His journals, which survive in the Archives of Ontario, Toronto, have never been published in toto, though many regional clusters have appeared in works such as Catherine White’s David Thompson’s Journals Relating to Montana (1950) and Barbara Belyea’s edition of his Columbia Journals (1994). The Champlain Society, modeled on various British records societies such as The Hakluyt Society and the Navy Records Society, has always been the leader in printing documentary editions of David Thompson’s writings. In 1916 the Society published Tyrrell’s edition Thompson’s Travels, and collectors have found this edition so important and attractive that on occasion they have bought whole sets of the Society’s works just to get it. Only 562 copies were published, and it was never reprinted (which it certainly could have been, though now it can be found in digital form on the Society’s website). In 1962, under the editorship of the remarkable and inquisitive Richard Glover, the Society produced a new edition with a more critical and scholarly apparatus than had appeared in Tyrrell. For all their differences, the beauty of the Tyrrell or the Glover is that they are each one volume. For years the Council of the Champlain Society adamantly feared publishing works that required two volumes, and the journal of the Nor’Wester Alexander Henry the Younger, published in 1988 and 1992, is the last of a breed.

Enter partners in a renewed enterprise. Now, tracing over the collected manuscripts and in a new editorial format, two volumes of a projected three have been published by McGill-Queen’s University Press (and the University of Washington Press) in cooperation with the Champlain Society. Subscribers to the Society have happily been able to purchase copies that bear the emblematic hallmark of the organization and are bound in its handsome, iconic, and legendary red covers and gold imprint. As a Life Member of this Society, and at one time owner of the full set (Number 75), I can testify that members of the Society guard their treasures; indeed I have witnessed many casting their eyes with wonderment for the first time on shelves of red and gold, a testament to the finest printed legacy of the pre-digital era. When combined, as mine were, with the Hudson’s Bay Records Society — with which the Champlain Society had a working arrangement for thirteen years, resulting in the joint publication of twelve volumes — it was a sight to behold. Some full sets may still exist in private hands.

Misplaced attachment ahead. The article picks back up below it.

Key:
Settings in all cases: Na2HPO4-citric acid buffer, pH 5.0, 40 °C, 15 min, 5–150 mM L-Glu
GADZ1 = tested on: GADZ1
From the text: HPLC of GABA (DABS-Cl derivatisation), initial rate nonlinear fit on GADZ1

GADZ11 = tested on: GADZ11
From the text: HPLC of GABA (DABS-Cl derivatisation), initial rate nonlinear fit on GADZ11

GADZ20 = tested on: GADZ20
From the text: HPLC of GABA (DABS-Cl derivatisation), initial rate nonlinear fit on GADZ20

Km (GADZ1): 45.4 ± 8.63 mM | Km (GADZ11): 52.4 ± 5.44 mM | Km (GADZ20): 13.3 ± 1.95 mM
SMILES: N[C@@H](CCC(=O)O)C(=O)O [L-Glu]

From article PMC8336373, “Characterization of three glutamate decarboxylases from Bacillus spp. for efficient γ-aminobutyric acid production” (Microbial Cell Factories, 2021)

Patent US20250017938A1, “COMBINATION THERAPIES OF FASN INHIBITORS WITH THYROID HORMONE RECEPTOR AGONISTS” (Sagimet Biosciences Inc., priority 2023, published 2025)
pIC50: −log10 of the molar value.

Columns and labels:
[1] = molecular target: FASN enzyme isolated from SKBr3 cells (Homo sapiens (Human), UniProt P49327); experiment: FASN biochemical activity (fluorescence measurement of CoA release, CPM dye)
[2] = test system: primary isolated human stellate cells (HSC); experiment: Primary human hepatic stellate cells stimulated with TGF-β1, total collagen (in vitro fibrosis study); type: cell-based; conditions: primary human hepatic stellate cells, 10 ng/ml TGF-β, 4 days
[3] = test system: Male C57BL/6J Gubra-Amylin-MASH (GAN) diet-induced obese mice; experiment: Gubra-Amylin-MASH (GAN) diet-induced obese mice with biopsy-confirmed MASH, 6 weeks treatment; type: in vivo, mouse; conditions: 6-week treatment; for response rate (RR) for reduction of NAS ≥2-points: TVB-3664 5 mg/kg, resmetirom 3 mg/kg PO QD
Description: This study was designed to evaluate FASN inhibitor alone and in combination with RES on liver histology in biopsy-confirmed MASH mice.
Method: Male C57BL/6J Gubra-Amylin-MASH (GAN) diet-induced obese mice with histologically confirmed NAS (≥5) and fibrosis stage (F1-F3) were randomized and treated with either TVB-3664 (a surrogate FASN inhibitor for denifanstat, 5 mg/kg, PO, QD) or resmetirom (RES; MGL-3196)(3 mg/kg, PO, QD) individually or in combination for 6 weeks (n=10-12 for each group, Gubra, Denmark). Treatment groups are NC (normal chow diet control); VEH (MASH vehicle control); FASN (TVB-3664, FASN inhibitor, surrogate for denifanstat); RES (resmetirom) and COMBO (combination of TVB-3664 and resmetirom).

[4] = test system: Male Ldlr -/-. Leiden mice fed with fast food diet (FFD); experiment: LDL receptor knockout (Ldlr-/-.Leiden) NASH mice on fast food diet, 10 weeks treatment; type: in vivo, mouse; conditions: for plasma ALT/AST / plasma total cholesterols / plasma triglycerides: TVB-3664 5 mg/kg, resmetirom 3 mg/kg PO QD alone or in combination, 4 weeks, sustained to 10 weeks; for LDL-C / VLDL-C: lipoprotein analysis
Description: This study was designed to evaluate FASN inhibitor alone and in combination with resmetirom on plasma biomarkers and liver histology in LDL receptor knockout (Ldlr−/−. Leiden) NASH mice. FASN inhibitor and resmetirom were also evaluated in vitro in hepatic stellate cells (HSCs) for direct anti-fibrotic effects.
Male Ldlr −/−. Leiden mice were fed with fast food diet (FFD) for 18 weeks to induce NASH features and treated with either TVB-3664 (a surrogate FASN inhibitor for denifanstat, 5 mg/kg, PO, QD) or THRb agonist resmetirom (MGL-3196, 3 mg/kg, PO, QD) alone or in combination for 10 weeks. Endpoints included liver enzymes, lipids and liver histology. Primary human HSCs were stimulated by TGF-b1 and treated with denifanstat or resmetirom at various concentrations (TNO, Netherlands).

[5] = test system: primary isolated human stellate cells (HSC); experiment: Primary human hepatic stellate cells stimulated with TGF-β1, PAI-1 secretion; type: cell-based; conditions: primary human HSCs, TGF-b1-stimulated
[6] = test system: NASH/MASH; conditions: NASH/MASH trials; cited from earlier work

Happy memories are revived by this new publication agenda on Thompson but, for reasons to be explained, I am not sure that the Society will conclude that this is the last they will publish of Thompson. It is claimed that this edition is definitive. But is any edition definitive? And equally important to any champion of making our history accessible to the reading public, is it user-friendly? The more extended and protracted the editorial apparatus, the more bibliographies are required (one for each volume), the more indexes are needed (again, one for each volume), and the more difficult it is, and will be upon completion, for the reader to grasp the unity of the enterprise. For the serious researcher, with time to devote to it, the rewards may be forthcoming but gained only by assiduous hard work. For the general reader, I fear, confusion and dismay may result. For myself, as a student of Thompson’s life and revelations for decades, I will still be looking for a one-volume edition of Thompson’s Travels. To date, only one such attempt has appeared: David Thompson: Travels in Western North America (1971), compiled and edited by Victor Hopwood, a professor of English at UBC. Hopwood never lived to fulfill his dream to complete his biography of Thompson.